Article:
The city of Tucson will require proof of vaccination for individuals wishing to serve as election workers for the upcoming special election in May. According to emails obtained by AZ Free News, individuals are required to bring their COVID-19 vaccination cards along with their social security cards and contact information if they would like to be a paid election worker.
Multiple studies on the demographics of the vaccinated show that the majority of vaccinated individuals self-identify as Democrats. As of press time, the FDA has authorized three booster shot brands for the COVID-19 vaccine: Pfizer-BioNTech, Moderna, and Janssen-Johnson & Johnson. According to Johns Hopkins Medicine, the Pfizer and Moderna vaccines’ protection wanes after five months, while the Johnson & Johnson version wanes after two months.
In less than a year after the FDA initially approved the first emergency use authorization (EUA) for the COVID-19 vaccine, some have received as many as three additional boosters on top of their initial shot. On Tuesday, Pfizer-BioNTech petitioned the FDA to approve a fourth booster. Full FDA approval of one of the vaccine brands, Pfizer-BioNTech, came at the end of August — about seven months ago.
The May 22 special election will have voters determine whether to approve Proposition 411, introduced by Mayor Regina Romero and the city council, to authorize a 10-year extension of a half-cent sales tax for travel infrastructure.
AZ Free News reached out to the city of Tucson for comment, and to ask whether they would grant exemptions to individuals who can’t get the COVID-19 vaccine. They didn’t respond by press time.
A newly-proposed bill would prevent discrimination against a person’s vaccination status when it comes to employment, housing, or public accommodations. The legislation, HB2452, would elevate vaccination status to other protected classes like race, color, religion, sex, age, disability, familial status, or national origin.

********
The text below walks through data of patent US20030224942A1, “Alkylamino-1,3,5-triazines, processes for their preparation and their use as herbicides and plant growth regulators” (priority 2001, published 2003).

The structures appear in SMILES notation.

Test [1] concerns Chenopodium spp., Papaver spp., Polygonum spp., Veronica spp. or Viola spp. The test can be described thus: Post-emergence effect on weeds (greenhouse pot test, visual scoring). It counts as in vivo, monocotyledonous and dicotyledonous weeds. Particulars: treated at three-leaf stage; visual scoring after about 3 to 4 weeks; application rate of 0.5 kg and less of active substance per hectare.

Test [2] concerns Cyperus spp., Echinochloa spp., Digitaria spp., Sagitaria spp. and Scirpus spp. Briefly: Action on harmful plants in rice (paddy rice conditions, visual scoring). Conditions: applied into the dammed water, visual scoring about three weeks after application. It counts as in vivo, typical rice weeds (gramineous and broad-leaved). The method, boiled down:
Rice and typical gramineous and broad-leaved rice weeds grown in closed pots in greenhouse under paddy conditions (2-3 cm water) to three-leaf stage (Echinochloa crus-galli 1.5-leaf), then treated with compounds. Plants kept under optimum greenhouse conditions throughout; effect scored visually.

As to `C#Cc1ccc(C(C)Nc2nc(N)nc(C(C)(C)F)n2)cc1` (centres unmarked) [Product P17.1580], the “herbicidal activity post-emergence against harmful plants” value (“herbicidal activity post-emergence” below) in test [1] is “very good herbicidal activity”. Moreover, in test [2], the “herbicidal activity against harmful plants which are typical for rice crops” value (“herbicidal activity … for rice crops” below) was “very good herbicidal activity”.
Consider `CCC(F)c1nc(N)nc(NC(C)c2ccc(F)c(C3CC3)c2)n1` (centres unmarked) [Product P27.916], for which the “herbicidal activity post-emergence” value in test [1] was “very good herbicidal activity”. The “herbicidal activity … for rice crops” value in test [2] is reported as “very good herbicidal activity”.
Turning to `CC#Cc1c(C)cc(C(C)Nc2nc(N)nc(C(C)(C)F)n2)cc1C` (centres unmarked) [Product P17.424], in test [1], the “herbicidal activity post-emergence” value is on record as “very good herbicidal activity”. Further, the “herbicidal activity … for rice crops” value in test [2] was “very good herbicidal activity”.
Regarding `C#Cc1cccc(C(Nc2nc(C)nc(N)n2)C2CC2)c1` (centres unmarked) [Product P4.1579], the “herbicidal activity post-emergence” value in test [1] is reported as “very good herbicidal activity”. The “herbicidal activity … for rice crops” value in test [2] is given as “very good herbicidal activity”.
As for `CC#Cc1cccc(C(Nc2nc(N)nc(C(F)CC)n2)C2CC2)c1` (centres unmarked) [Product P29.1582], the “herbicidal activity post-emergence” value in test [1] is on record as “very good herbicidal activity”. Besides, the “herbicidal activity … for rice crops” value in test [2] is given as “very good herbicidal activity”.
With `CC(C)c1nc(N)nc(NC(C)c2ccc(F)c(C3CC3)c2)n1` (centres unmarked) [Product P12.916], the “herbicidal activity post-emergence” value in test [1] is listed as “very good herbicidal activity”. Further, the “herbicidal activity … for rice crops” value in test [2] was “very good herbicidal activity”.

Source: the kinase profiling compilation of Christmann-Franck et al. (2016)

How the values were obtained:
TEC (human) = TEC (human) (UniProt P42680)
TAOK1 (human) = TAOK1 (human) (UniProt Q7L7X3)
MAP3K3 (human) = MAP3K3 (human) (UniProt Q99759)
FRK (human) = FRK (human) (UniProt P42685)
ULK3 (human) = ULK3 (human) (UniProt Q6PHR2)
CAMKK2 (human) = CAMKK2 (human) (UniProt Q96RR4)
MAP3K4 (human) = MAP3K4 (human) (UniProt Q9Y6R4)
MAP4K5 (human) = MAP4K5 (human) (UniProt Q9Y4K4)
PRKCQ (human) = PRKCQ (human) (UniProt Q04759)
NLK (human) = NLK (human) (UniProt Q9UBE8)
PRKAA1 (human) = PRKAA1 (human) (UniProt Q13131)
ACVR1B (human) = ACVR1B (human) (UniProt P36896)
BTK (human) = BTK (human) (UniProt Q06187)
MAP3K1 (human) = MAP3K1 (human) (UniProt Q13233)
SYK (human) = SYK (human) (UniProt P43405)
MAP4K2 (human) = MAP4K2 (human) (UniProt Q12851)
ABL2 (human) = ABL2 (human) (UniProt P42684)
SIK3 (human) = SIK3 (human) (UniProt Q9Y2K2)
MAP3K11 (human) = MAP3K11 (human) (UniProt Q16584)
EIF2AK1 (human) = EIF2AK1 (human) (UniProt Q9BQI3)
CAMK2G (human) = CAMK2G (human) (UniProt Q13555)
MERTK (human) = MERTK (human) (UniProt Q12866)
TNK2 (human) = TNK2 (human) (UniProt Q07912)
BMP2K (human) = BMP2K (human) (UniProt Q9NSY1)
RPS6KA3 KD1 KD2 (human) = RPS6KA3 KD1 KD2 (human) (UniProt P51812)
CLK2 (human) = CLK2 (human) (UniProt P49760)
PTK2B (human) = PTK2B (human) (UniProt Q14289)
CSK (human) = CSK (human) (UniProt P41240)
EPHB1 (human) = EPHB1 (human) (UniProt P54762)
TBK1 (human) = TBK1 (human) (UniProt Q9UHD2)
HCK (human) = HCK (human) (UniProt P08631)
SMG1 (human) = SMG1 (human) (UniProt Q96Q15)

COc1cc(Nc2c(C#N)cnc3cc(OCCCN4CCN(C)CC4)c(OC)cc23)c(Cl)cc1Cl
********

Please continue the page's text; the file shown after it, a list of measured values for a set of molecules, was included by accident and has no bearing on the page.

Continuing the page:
State Representative Neal Carter (R-Queen Creek) proposed the legislation. In a press release, Carter stated that punishing employees based on their vaccination status wasn’t just bad economic sense — he asserted that doing so violated an individual’s freedom to choose what was right by his conscience and best for his health.
“At this time when our nation is facing a critical hiring and employee shortage, it doesn’t make sense to further restrict the labor market through imposition of mandatory medical procedures as a condition of employment,” said Carter. “Moreover, the idea that a mandatory medical procedure should be a requirement of continued employment is offensive to freedom of conscience, economic security, and medical integrity. No person should be forced to choose between putting food on the table and the integrity of his or her body.”
The bill received a number of cosponsors: Majority Whip Leo Biasiucci (R-Lake Havasu City), Representatives Walt Blackman (R-Snowflake), Shawnna Bolick (R-Phoenix), Joseph Chaplik (R-Scottsdale), Lupe Diaz (R-Hereford), Tim Dunn (R-Yuma), John Fillmore (R-Apache Junction), Mark Finchem (R-Oro Valley), John Kavanagh (R-Fountain Hills), Teresa Martinez (R-Oro Valley), Quang Nguyen (R-Prescott), Jacqueline Parker (R-Mesa), and Justin Wilmeth (R-Phoenix).
Scottsdale’s FnB Restaurant will require patrons to show proof of their vaccination – one of the first restaurants to do so in the valley. However, being vaccinated won’t exempt patrons from masking. FnB will still require that, too.
FnB Restaurant owners Charlene Badman and Pavle Milic issued the vaccination announcement last week on their Instagram page. Their required proof of vaccination upon entry will go into effect on Wednesday.